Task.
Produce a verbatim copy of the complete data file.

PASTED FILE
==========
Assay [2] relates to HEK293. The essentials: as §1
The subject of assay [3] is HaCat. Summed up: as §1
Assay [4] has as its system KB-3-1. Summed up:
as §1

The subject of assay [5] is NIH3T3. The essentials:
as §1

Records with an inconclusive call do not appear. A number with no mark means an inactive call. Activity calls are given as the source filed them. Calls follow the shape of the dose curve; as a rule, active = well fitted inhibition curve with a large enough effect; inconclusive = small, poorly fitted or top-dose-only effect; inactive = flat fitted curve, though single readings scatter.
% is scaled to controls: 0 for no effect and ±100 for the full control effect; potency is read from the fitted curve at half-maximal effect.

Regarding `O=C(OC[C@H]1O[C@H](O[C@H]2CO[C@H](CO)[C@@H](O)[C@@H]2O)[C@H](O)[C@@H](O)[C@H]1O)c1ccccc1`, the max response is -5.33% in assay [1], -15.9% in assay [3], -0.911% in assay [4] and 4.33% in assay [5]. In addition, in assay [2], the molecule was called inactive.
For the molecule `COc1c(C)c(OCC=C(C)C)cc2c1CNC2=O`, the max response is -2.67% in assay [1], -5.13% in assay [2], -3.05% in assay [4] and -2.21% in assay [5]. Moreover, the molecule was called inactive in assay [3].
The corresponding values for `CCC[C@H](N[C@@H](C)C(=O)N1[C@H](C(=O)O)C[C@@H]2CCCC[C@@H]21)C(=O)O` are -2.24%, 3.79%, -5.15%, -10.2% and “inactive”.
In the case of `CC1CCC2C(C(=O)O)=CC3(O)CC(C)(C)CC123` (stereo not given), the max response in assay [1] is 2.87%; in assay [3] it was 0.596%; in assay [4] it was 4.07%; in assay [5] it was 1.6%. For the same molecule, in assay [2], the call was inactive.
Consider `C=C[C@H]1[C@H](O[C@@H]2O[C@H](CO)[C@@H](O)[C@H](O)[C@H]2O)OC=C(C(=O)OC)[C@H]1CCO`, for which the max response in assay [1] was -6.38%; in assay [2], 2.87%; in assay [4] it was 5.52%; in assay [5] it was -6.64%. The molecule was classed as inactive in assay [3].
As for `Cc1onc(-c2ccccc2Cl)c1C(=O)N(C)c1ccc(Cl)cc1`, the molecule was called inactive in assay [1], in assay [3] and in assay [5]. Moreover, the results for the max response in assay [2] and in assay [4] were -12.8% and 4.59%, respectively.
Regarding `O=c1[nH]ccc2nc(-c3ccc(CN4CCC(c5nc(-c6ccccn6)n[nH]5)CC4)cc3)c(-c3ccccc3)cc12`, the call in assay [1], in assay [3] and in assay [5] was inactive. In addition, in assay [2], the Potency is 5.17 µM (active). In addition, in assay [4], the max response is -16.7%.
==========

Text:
Assay [2] relates to HEK293. The essentials: as §1
The subject of assay [3] is HaCat. Summed up: as §1
Assay [4] has as its system KB-3-1. Summed up:
as §1

The subject of assay [5] is NIH3T3. The essentials:
as §1

Records with an inconclusive call do not appear. A number with no mark means an inactive call. Activity calls are given as the source filed them. Calls follow the shape of the dose curve; as a rule, active = well fitted inhibition curve with a large enough effect; inconclusive = small, poorly fitted or top-dose-only effect; inactive = flat fitted curve, though single readings scatter.
% is scaled to controls: 0 for no effect and ±100 for the full control effect; potency is read from the fitted curve at half-maximal effect.

Regarding `O=C(OC[C@H]1O[C@H](O[C@H]2CO[C@H](CO)[C@@H](O)[C@@H]2O)[C@H](O)[C@@H](O)[C@H]1O)c1ccccc1`, the max response is -5.33% in assay [1], -15.9% in assay [3], -0.911% in assay [4] and 4.33% in assay [5]. In addition, in assay [2], the molecule was called inactive.
For the molecule `COc1c(C)c(OCC=C(C)C)cc2c1CNC2=O`, the max response is -2.67% in assay [1], -5.13% in assay [2], -3.05% in assay [4] and -2.21% in assay [5]. Moreover, the molecule was called inactive in assay [3].
The corresponding values for `CCC[C@H](N[C@@H](C)C(=O)N1[C@H](C(=O)O)C[C@@H]2CCCC[C@@H]21)C(=O)O` are -2.24%, 3.79%, -5.15%, -10.2% and “inactive”.
In the case of `CC1CCC2C(C(=O)O)=CC3(O)CC(C)(C)CC123` (stereo not given), the max response in assay [1] is 2.87%; in assay [3] it was 0.596%; in assay [4] it was 4.07%; in assay [5] it was 1.6%. For the same molecule, in assay [2], the call was inactive.
Consider `C=C[C@H]1[C@H](O[C@@H]2O[C@H](CO)[C@@H](O)[C@H](O)[C@H]2O)OC=C(C(=O)OC)[C@H]1CCO`, for which the max response in assay [1] was -6.38%; in assay [2], 2.87%; in assay [4] it was 5.52%; in assay [5] it was -6.64%. The molecule was classed as inactive in assay [3].
As for `Cc1onc(-c2ccccc2Cl)c1C(=O)N(C)c1ccc(Cl)cc1`, the molecule was called inactive in assay [1], in assay [3] and in assay [5]. Moreover, the results for the max response in assay [2] and in assay [4] were -12.8% and 4.59%, respectively.
Regarding `O=c1[nH]ccc2nc(-c3ccc(CN4CCC(c5nc(-c6ccccn6)n[nH]5)CC4)cc3)c(-c3ccccc3)cc12`, the call in assay [1], in assay [3] and in assay [5] was inactive. In addition, in assay [2], the Potency is 5.17 µM (active). In addition, in assay [4], the max response is -16.7%.